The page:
In our Secondary Department, from ages 11-16, Middle Years Programme (MYP) offers learners the opportunity to explore eight different subject groupings, from a holistic perspective. By holistic, we mean character-driven, skill-based, interdisciplinary, conceptual, and contextual. We prioritize rich teacher learner relationships, small class sizes, and meaningful, critical and creative engagement in all of our classes. Students in MYP1 – 3 study the following subjects:
• English Language and Literature
• Individuals and Societies
• Design and Technology
• Visual Arts
• Musical Band
• Food Tech
• Interdisciplinary Sciences
• Physical Education and Swimming
• French and Kiswahili
• Dance & Drama
Subject Selection Guidelines
- MYP4 and 5 students have more flexibility in their subject choices. Some of these choices include specialising in a particular science or sciences, such as Biology, Physics or Chemistry, dropping either French or Kiswahili, or adding a particular social studies course, such as Geography or History.
- Every science unit has a practical lab element.
- All students are expected to spend at least three years learning an instrument of their choosing.
- Design and Technology involves the use of ICT skills, in addition to a wide range of technologies such as 3D Printers and Raspberry Pi.
The more students can view one subject from the various lenses of another, the more fruitful their connections can be. The interdisciplinary nature of the MYP1 – 3 Science class and the Individuals and Societies class are instrumental in this pursuit. We also conduct an MYP department-wide Africana Unit and exhibition where each student is assigned an African country and must use pieces from their various disciplines to best advertise their respective countries. Aside from this, every year each student undergoes at least one additional interdisciplinary unit.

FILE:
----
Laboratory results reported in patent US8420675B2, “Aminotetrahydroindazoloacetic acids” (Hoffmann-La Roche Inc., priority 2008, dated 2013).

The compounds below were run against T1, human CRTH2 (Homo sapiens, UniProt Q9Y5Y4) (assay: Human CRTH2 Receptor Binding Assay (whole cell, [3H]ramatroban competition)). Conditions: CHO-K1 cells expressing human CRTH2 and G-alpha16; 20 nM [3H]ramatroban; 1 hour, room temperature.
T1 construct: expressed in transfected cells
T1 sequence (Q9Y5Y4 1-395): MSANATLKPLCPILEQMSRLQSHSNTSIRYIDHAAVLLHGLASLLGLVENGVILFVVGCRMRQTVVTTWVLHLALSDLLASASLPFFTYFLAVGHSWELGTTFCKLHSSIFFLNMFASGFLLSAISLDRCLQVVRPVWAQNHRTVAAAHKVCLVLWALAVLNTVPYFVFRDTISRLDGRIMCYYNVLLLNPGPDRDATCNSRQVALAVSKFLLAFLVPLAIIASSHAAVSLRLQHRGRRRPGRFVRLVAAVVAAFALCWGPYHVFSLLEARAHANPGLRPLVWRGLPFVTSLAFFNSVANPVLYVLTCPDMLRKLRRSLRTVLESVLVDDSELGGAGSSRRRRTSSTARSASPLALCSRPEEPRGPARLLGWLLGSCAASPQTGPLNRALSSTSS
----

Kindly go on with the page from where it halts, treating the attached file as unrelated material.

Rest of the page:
The MYP5 Personal Projects revolve around the sustained development of a project of the student’s own choosing. MYP5 students utilize the interdisciplinary learning skills, contexts and concepts that they have acquired over their years in the MYP. These projects allow for creative and critical engagement with the student’s own interests, thus serving as a bridge between the student’s own competencies and interests, and the subject material from the curriculum.